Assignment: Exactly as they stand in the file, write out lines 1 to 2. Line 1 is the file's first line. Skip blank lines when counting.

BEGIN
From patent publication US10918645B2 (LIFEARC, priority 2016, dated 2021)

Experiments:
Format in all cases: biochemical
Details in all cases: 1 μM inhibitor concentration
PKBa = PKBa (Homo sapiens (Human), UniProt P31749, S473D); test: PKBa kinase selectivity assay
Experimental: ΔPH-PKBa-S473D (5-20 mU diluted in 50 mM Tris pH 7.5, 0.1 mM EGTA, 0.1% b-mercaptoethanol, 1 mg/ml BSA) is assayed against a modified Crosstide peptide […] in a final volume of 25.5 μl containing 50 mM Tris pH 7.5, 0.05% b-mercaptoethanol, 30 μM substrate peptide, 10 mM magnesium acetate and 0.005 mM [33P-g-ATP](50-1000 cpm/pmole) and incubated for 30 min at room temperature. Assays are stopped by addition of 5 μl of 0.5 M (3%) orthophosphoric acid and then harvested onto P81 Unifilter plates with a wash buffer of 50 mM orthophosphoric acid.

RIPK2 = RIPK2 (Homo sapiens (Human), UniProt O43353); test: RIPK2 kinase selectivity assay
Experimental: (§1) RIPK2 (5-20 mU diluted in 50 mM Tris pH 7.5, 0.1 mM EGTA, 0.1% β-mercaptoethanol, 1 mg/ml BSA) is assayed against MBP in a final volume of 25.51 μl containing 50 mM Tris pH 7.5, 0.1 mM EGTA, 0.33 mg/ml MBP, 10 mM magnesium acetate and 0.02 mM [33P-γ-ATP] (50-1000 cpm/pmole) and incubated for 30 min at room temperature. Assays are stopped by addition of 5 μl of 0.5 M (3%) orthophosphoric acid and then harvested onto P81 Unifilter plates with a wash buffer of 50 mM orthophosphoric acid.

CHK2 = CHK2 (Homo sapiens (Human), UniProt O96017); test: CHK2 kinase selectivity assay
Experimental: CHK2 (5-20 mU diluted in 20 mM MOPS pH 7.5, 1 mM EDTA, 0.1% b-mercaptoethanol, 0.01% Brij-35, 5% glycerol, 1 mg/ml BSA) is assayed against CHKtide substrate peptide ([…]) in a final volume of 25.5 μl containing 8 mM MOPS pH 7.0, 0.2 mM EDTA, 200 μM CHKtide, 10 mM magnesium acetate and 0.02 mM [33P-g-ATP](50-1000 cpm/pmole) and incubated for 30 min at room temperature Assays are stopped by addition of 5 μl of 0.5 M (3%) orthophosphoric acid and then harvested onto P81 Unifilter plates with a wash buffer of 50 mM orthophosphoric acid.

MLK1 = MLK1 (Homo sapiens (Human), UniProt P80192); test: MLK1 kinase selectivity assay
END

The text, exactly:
From patent publication US10918645B2 (LIFEARC, priority 2016, dated 2021)

Experiments: